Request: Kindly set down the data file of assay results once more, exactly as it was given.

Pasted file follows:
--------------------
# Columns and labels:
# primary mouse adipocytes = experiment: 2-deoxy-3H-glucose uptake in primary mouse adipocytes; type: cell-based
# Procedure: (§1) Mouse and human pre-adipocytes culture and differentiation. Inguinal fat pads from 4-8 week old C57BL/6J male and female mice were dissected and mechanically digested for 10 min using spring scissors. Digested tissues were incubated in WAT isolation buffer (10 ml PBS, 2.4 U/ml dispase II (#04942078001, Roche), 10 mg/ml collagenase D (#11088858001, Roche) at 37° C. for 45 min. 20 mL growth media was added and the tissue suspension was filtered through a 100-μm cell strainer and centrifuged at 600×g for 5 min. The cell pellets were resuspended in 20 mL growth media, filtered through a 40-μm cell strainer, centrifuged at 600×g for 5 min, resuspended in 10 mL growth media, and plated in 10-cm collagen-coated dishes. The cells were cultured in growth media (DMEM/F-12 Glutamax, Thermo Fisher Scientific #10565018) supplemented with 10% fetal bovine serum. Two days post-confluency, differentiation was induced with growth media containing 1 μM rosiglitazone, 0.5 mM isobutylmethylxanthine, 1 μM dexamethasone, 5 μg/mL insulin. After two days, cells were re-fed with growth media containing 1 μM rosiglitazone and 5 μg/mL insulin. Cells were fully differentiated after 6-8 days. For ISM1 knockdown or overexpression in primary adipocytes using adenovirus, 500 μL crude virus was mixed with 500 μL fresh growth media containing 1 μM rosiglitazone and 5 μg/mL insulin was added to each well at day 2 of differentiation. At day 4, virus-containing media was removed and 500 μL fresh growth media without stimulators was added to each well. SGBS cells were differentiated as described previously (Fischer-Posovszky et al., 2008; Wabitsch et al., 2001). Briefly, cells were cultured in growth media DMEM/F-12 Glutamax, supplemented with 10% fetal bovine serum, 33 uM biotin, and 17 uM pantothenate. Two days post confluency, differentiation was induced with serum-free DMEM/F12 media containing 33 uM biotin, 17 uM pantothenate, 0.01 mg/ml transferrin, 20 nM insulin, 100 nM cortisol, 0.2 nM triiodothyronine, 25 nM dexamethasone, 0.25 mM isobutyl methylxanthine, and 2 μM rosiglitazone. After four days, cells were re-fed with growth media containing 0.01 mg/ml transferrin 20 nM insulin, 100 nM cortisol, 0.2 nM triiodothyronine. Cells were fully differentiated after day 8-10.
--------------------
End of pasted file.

# Columns and labels:
# primary mouse adipocytes = experiment: 2-deoxy-3H-glucose uptake in primary mouse adipocytes; type: cell-based
# Procedure: (§1) Mouse and human pre-adipocytes culture and differentiation. Inguinal fat pads from 4-8 week old C57BL/6J male and female mice were dissected and mechanically digested for 10 min using spring scissors. Digested tissues were incubated in WAT isolation buffer (10 ml PBS, 2.4 U/ml dispase II (#04942078001, Roche), 10 mg/ml collagenase D (#11088858001, Roche) at 37° C. for 45 min. 20 mL growth media was added and the tissue suspension was filtered through a 100-μm cell strainer and centrifuged at 600×g for 5 min. The cell pellets were resuspended in 20 mL growth media, filtered through a 40-μm cell strainer, centrifuged at 600×g for 5 min, resuspended in 10 mL growth media, and plated in 10-cm collagen-coated dishes. The cells were cultured in growth media (DMEM/F-12 Glutamax, Thermo Fisher Scientific #10565018) supplemented with 10% fetal bovine serum. Two days post-confluency, differentiation was induced with growth media containing 1 μM rosiglitazone, 0.5 mM isobutylmethylxanthine, 1 μM dexamethasone, 5 μg/mL insulin. After two days, cells were re-fed with growth media containing 1 μM rosiglitazone and 5 μg/mL insulin. Cells were fully differentiated after 6-8 days. For ISM1 knockdown or overexpression in primary adipocytes using adenovirus, 500 μL crude virus was mixed with 500 μL fresh growth media containing 1 μM rosiglitazone and 5 μg/mL insulin was added to each well at day 2 of differentiation. At day 4, virus-containing media was removed and 500 μL fresh growth media without stimulators was added to each well. SGBS cells were differentiated as described previously (Fischer-Posovszky et al., 2008; Wabitsch et al., 2001). Briefly, cells were cultured in growth media DMEM/F-12 Glutamax, supplemented with 10% fetal bovine serum, 33 uM biotin, and 17 uM pantothenate. Two days post confluency, differentiation was induced with serum-free DMEM/F12 media containing 33 uM biotin, 17 uM pantothenate, 0.01 mg/ml transferrin, 20 nM insulin, 100 nM cortisol, 0.2 nM triiodothyronine, 25 nM dexamethasone, 0.25 mM isobutyl methylxanthine, and 2 μM rosiglitazone. After four days, cells were re-fed with growth media containing 0.01 mg/ml transferrin 20 nM insulin, 100 nM cortisol, 0.2 nM triiodothyronine. Cells were fully differentiated after day 8-10.